Model firm relocates

MONICA TISCHLER
Last updated 07:49 01/02/2013
Purefex
MONICA TISCHLER

CHANGING FACE: Owner of Purfex Glen Wilkin-Holland, 56, with a collection of mannequins that will be used in the New Lynn window display, organised by Lopdell House Gallery.

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The hand-crafted and intricately detailed Purfex mannequins are leaving their Rosebank factory and relocating to a new home in New Lynn.

Business owner Glen Wilkin-Holland, 56, says it's time Purfex downsizes and refines its range.

"When my partner Fraser died in 2008, it was difficult to manage without him," he says.

"That's why I'm downsizing a bit. There's only going to be one other fulltime worker, so it'll be a boutique home business."

The Purfex factory was established in 1938 and began in the basement of founder Austin Purdy's parents' house, where he devoted hours repairing and fixing old mannequins for shop fronts.

Many of Mr Purdy's sons helped develop the business and Mr Wilkin-Holland joined in late 1970 after graduating from Avondale College.

"I was sent here by the Labour Department.

"I had long hair, lots of makeup and jewellery, and the department said ‘this is an artistic job, it's made for you,' and years later, I ended up owning it," he says.

Mr Wilkin-Holland worked for Mr Purdy for 10 years.

"His sons had gone overseas and I was working here with Austin.

"He was a character, and a driven man. He really liked what he did, much the same as me," Mr Wilkin-Holland says.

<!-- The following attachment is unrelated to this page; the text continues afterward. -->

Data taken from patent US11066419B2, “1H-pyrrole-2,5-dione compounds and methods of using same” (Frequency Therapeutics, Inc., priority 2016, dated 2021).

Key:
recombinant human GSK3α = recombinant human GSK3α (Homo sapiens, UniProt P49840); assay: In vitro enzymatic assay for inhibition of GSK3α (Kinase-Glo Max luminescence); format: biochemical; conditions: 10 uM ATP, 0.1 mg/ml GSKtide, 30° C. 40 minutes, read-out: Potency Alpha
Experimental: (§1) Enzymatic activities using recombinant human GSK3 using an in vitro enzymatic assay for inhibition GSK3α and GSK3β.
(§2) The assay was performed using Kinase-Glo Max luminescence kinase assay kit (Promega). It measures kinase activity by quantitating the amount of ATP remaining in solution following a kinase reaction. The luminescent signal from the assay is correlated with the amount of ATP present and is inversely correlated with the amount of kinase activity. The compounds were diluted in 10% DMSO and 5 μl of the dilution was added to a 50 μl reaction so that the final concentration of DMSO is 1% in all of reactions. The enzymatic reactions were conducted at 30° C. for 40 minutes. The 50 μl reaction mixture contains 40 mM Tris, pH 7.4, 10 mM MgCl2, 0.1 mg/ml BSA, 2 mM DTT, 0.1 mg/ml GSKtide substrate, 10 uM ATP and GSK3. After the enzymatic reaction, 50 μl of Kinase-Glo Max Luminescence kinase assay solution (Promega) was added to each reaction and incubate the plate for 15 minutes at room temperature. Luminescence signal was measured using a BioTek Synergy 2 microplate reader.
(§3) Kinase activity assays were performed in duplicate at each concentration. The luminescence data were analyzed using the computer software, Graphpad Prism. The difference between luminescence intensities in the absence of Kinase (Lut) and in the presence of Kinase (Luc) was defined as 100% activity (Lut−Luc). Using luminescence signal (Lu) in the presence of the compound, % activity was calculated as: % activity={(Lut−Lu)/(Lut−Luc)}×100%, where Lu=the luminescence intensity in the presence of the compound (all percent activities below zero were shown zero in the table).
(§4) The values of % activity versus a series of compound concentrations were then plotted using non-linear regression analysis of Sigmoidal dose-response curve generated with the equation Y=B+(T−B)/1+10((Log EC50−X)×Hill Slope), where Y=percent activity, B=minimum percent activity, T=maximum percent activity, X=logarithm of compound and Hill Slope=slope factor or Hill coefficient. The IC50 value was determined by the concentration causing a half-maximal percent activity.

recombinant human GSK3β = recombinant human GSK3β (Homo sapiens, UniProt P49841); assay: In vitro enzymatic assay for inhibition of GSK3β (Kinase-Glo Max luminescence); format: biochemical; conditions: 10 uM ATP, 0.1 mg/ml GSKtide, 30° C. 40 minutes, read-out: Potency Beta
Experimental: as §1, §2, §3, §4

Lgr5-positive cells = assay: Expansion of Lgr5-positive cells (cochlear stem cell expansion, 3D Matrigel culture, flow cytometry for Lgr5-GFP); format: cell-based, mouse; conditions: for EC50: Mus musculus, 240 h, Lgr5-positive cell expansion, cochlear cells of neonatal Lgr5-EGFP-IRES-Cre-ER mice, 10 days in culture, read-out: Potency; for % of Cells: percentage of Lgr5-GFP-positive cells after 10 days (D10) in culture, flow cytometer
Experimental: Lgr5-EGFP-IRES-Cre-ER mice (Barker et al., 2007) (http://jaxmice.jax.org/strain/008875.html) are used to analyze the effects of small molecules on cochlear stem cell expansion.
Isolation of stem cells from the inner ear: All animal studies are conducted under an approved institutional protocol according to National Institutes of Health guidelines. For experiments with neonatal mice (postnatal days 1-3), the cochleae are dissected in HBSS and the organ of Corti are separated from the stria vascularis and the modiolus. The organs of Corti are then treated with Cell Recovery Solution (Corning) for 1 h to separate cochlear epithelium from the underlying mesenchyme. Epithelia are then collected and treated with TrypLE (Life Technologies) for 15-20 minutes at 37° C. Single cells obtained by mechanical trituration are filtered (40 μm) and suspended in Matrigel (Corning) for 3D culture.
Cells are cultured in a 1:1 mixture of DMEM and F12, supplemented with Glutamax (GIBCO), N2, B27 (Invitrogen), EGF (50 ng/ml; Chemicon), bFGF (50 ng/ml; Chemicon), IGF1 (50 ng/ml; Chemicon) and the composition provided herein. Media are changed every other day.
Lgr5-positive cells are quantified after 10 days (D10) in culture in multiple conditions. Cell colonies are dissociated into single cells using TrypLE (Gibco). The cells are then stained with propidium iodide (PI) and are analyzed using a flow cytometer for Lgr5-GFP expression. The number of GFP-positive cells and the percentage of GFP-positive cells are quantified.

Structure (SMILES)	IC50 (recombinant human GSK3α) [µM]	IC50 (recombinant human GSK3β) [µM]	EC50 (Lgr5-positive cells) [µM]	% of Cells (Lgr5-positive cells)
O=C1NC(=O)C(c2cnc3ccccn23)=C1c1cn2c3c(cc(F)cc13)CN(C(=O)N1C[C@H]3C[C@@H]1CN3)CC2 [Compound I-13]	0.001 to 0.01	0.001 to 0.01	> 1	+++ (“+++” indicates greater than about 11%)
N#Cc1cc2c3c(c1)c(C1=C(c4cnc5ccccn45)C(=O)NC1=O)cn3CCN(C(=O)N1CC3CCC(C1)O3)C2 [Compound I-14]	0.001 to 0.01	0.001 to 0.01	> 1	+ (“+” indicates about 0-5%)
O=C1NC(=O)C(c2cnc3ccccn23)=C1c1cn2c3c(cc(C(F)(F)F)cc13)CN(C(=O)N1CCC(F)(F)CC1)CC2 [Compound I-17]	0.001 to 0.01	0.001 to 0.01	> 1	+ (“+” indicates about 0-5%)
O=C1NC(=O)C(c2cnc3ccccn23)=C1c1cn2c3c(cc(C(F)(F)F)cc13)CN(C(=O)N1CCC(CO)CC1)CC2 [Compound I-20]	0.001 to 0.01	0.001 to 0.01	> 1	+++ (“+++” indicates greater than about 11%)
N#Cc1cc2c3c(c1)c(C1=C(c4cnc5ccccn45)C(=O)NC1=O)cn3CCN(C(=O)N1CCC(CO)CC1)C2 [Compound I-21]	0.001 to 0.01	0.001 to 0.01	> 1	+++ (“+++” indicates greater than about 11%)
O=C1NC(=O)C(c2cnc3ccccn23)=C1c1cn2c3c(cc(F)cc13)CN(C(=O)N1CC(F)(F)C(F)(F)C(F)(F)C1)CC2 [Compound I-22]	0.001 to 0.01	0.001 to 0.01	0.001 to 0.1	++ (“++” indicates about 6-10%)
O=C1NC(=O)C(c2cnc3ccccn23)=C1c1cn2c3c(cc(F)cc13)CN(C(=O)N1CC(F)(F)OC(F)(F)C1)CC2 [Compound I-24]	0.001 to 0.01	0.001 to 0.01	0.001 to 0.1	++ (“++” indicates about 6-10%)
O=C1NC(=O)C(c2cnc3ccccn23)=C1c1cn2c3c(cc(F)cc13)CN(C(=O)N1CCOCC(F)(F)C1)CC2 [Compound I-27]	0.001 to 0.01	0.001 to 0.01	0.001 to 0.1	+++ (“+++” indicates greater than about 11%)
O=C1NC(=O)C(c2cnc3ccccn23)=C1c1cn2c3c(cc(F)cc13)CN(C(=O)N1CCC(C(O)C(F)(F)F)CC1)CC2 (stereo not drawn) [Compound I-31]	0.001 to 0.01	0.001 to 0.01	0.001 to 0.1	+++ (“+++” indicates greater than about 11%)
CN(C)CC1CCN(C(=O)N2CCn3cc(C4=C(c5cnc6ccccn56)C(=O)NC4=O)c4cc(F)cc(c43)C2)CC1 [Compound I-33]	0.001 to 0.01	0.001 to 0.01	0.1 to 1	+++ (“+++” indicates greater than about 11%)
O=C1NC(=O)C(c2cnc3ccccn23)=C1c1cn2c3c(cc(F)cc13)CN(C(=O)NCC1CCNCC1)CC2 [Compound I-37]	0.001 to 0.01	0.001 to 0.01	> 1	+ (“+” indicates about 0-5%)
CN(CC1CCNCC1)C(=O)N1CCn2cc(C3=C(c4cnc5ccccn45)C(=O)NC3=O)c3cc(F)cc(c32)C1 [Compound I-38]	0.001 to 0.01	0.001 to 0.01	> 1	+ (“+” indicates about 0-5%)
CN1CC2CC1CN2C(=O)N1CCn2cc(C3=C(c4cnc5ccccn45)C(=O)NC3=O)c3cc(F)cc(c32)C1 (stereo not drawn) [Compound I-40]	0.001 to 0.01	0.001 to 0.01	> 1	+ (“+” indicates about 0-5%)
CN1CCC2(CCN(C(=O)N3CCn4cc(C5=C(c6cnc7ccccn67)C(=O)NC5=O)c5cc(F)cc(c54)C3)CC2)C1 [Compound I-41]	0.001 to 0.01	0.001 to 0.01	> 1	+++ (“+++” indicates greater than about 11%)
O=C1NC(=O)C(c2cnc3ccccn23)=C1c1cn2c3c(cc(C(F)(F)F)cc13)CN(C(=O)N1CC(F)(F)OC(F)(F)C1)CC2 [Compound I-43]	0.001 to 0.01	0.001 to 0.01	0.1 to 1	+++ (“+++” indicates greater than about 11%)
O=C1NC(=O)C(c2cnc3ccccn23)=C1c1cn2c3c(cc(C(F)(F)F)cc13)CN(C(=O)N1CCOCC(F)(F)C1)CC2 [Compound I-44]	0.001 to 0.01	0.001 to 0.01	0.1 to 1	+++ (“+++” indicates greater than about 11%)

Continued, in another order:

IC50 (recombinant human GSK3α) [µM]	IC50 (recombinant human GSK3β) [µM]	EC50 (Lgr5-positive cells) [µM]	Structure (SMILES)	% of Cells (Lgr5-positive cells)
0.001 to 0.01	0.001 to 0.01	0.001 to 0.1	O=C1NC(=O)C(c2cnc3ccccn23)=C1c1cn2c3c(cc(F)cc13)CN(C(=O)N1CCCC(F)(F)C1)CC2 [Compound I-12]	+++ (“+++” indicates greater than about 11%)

The business went into receivership in 1997 and Mr Wilkin-Holland and partner Fraser Moreton purchased Purfex in 1998.

They had about 15 fulltime staff working in the factory.

Purfex specialises in life-like mannequins made from hand-laminated fibreglass, and tailors' forms, which are constructed from layers of cheesecloth and calico, so material can be pinned for designing and draping.

Purfex make to order, and a range of mannequins can be chosen on the website, starting at about $500 and going up to $1200.

A range of outlets including museums, churches and clothing stores benefit from the crafts of Purfex.

"If you walk along Ponsonby Rd, over half of those shops that have tailors' forms in them are from Purfex," Mr Wilkin-Holland says.

"We deal with everyone from Smith & Caughey's to Postie Plus and The Warehouse."

The factory closed on January 25 and began operating in Mr Wilkin-Holland's New Lynn home on January 29.

To mark the closure of the factory, as well as the end of roadworks in New Lynn, Lopdell House Gallery is organising a series of window displays featuring Purfex mannequins decorated by local artists in shops around the area.

Activities including body painting and a sewing cafe will be held on March 9 to celebrate the completion of the area.

Lopdell House Gallery director Lesley Smith says the event will mark the regeneration of New Lynn.

"I hope the event will attract people back to the area," she says.

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- Western Leader

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